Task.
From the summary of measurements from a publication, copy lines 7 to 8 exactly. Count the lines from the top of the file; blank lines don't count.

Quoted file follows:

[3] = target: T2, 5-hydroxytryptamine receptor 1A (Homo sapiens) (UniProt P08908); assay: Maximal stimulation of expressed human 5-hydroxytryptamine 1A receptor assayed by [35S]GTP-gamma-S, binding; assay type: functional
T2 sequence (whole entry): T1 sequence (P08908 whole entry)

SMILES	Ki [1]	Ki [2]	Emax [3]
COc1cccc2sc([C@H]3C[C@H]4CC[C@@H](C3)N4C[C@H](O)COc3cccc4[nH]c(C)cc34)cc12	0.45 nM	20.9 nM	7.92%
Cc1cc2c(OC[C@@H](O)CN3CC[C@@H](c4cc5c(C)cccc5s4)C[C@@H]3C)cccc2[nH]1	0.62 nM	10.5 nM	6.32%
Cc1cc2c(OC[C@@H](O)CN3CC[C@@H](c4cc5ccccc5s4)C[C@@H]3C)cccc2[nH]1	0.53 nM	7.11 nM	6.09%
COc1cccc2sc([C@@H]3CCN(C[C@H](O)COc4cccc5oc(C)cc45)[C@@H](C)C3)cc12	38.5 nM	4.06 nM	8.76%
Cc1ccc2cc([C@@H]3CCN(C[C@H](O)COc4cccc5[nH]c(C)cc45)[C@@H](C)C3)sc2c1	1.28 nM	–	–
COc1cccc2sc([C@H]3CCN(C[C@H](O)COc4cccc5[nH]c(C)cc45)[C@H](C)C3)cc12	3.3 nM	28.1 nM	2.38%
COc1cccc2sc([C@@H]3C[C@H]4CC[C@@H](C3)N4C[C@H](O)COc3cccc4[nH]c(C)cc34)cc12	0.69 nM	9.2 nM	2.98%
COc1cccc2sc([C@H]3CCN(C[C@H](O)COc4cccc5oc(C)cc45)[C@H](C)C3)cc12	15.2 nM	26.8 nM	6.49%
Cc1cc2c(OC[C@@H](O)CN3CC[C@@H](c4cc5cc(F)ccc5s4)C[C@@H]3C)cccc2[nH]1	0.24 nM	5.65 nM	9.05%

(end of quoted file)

COc1cccc2sc([C@@H]3CCN(C[C@H](O)COc4cccc5oc(C)cc45)[C@@H](C)C3)cc12	38.5 nM	4.06 nM	8.76%
Cc1ccc2cc([C@@H]3CCN(C[C@H](O)COc4cccc5[nH]c(C)cc45)[C@@H](C)C3)sc2c1	1.28 nM	–	–